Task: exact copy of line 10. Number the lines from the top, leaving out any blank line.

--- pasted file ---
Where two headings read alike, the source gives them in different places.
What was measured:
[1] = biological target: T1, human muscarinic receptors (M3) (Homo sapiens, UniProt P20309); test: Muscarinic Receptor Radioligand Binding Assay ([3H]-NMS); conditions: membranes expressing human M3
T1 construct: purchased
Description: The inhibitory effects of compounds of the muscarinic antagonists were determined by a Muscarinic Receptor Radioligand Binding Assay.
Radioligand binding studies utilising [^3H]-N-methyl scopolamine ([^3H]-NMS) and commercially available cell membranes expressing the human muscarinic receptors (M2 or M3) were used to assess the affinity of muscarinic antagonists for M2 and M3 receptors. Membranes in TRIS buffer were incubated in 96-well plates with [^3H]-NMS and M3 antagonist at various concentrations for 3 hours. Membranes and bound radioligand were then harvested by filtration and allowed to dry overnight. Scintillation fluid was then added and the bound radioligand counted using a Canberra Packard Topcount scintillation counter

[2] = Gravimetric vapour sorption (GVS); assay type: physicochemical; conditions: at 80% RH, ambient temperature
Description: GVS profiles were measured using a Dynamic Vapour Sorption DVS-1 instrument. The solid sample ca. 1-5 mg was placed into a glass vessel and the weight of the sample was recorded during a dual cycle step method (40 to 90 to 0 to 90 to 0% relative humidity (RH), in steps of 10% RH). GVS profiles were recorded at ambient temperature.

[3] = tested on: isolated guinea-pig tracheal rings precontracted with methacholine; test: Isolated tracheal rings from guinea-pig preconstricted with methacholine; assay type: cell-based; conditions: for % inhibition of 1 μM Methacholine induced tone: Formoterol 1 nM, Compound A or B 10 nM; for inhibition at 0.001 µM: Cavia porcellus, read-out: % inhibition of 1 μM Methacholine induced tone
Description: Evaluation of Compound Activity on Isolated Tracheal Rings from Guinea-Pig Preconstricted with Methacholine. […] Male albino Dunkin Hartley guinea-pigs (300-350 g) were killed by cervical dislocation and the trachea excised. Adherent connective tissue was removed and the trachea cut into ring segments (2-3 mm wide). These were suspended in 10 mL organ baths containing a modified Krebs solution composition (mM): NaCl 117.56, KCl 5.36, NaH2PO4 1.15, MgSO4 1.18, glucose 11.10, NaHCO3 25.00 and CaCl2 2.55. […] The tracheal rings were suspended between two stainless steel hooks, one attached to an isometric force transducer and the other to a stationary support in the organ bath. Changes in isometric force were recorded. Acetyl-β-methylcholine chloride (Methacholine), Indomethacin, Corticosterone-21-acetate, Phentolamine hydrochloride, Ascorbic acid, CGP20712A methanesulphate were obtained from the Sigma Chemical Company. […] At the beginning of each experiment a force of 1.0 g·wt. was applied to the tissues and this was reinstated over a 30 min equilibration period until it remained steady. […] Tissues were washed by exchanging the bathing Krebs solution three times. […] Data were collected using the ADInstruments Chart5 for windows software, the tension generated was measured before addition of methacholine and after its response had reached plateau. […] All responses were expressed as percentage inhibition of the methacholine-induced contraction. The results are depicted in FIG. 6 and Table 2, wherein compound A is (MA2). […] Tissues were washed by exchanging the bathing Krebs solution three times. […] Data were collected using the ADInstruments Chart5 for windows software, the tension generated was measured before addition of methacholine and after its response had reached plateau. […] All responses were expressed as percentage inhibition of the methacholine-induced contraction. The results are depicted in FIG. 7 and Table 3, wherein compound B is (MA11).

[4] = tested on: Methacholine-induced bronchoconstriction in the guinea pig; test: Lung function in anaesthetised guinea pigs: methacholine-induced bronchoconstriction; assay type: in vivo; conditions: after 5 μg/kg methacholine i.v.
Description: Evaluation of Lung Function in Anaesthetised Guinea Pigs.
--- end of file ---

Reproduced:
Description: Evaluation of Compound Activity on Isolated Tracheal Rings from Guinea-Pig Preconstricted with Methacholine. […] Male albino Dunkin Hartley guinea-pigs (300-350 g) were killed by cervical dislocation and the trachea excised. Adherent connective tissue was removed and the trachea cut into ring segments (2-3 mm wide). These were suspended in 10 mL organ baths containing a modified Krebs solution composition (mM): NaCl 117.56, KCl 5.36, NaH2PO4 1.15, MgSO4 1.18, glucose 11.10, NaHCO3 25.00 and CaCl2 2.55. […] The tracheal rings were suspended between two stainless steel hooks, one attached to an isometric force transducer and the other to a stationary support in the organ bath. Changes in isometric force were recorded. Acetyl-β-methylcholine chloride (Methacholine), Indomethacin, Corticosterone-21-acetate, Phentolamine hydrochloride, Ascorbic acid, CGP20712A methanesulphate were obtained from the Sigma Chemical Company. […] At the beginning of each experiment a force of 1.0 g·wt. was applied to the tissues and this was reinstated over a 30 min equilibration period until it remained steady. […] Tissues were washed by exchanging the bathing Krebs solution three times. […] Data were collected using the ADInstruments Chart5 for windows software, the tension generated was measured before addition of methacholine and after its response had reached plateau. […] All responses were expressed as percentage inhibition of the methacholine-induced contraction. The results are depicted in FIG. 6 and Table 2, wherein compound A is (MA2). […] Tissues were washed by exchanging the bathing Krebs solution three times. […] Data were collected using the ADInstruments Chart5 for windows software, the tension generated was measured before addition of methacholine and after its response had reached plateau. […] All responses were expressed as percentage inhibition of the methacholine-induced contraction. The results are depicted in FIG. 7 and Table 3, wherein compound B is (MA11).